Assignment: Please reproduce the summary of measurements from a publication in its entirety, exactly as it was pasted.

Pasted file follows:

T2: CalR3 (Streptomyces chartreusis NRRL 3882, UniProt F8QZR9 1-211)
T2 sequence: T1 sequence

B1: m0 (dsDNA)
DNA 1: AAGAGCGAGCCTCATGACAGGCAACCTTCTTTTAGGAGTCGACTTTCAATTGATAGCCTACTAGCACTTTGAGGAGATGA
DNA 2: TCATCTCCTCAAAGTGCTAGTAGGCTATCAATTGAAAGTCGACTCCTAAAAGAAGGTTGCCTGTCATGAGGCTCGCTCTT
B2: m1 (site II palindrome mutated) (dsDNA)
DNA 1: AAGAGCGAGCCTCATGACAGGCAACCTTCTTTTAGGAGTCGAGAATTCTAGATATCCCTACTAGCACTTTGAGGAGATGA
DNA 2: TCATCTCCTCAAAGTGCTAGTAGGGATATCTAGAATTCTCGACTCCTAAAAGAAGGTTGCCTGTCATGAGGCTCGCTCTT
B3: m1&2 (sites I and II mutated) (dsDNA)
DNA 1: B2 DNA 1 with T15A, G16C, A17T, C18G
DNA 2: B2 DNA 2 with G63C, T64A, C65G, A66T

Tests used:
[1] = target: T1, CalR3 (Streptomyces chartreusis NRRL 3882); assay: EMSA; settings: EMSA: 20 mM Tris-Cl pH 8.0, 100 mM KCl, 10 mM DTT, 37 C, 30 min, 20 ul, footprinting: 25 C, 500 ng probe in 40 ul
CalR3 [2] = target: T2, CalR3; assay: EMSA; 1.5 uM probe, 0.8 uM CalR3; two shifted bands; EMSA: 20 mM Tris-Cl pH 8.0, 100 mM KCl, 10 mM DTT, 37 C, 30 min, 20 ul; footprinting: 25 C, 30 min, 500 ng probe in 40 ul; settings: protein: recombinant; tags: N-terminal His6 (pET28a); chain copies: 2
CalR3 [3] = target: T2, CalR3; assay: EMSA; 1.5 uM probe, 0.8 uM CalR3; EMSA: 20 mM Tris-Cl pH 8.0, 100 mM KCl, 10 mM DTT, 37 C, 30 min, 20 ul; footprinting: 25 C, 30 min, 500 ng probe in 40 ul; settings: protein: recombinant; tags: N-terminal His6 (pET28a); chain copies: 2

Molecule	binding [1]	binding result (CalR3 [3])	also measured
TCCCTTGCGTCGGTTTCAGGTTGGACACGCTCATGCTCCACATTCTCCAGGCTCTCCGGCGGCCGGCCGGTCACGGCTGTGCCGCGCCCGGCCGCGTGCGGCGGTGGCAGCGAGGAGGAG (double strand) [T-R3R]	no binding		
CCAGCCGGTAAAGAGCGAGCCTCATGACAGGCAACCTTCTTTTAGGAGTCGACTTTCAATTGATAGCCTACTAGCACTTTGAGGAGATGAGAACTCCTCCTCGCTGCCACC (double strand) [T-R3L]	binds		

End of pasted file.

T2: CalR3 (Streptomyces chartreusis NRRL 3882, UniProt F8QZR9 1-211)
T2 sequence: T1 sequence

B1: m0 (dsDNA)
DNA 1: AAGAGCGAGCCTCATGACAGGCAACCTTCTTTTAGGAGTCGACTTTCAATTGATAGCCTACTAGCACTTTGAGGAGATGA
DNA 2: TCATCTCCTCAAAGTGCTAGTAGGCTATCAATTGAAAGTCGACTCCTAAAAGAAGGTTGCCTGTCATGAGGCTCGCTCTT
B2: m1 (site II palindrome mutated) (dsDNA)
DNA 1: AAGAGCGAGCCTCATGACAGGCAACCTTCTTTTAGGAGTCGAGAATTCTAGATATCCCTACTAGCACTTTGAGGAGATGA
DNA 2: TCATCTCCTCAAAGTGCTAGTAGGGATATCTAGAATTCTCGACTCCTAAAAGAAGGTTGCCTGTCATGAGGCTCGCTCTT
B3: m1&2 (sites I and II mutated) (dsDNA)
DNA 1: B2 DNA 1 with T15A, G16C, A17T, C18G
DNA 2: B2 DNA 2 with G63C, T64A, C65G, A66T

Tests used:
[1] = target: T1, CalR3 (Streptomyces chartreusis NRRL 3882); assay: EMSA; settings: EMSA: 20 mM Tris-Cl pH 8.0, 100 mM KCl, 10 mM DTT, 37 C, 30 min, 20 ul, footprinting: 25 C, 500 ng probe in 40 ul
CalR3 [2] = target: T2, CalR3; assay: EMSA; 1.5 uM probe, 0.8 uM CalR3; two shifted bands; EMSA: 20 mM Tris-Cl pH 8.0, 100 mM KCl, 10 mM DTT, 37 C, 30 min, 20 ul; footprinting: 25 C, 30 min, 500 ng probe in 40 ul; settings: protein: recombinant; tags: N-terminal His6 (pET28a); chain copies: 2
CalR3 [3] = target: T2, CalR3; assay: EMSA; 1.5 uM probe, 0.8 uM CalR3; EMSA: 20 mM Tris-Cl pH 8.0, 100 mM KCl, 10 mM DTT, 37 C, 30 min, 20 ul; footprinting: 25 C, 30 min, 500 ng probe in 40 ul; settings: protein: recombinant; tags: N-terminal His6 (pET28a); chain copies: 2

Molecule	binding [1]	binding result (CalR3 [3])	also measured
TCCCTTGCGTCGGTTTCAGGTTGGACACGCTCATGCTCCACATTCTCCAGGCTCTCCGGCGGCCGGCCGGTCACGGCTGTGCCGCGCCCGGCCGCGTGCGGCGGTGGCAGCGAGGAGGAG (double strand) [T-R3R]	no binding		
CCAGCCGGTAAAGAGCGAGCCTCATGACAGGCAACCTTCTTTTAGGAGTCGACTTTCAATTGATAGCCTACTAGCACTTTGAGGAGATGAGAACTCCTCCTCGCTGCCACC (double strand) [T-R3L]	binds		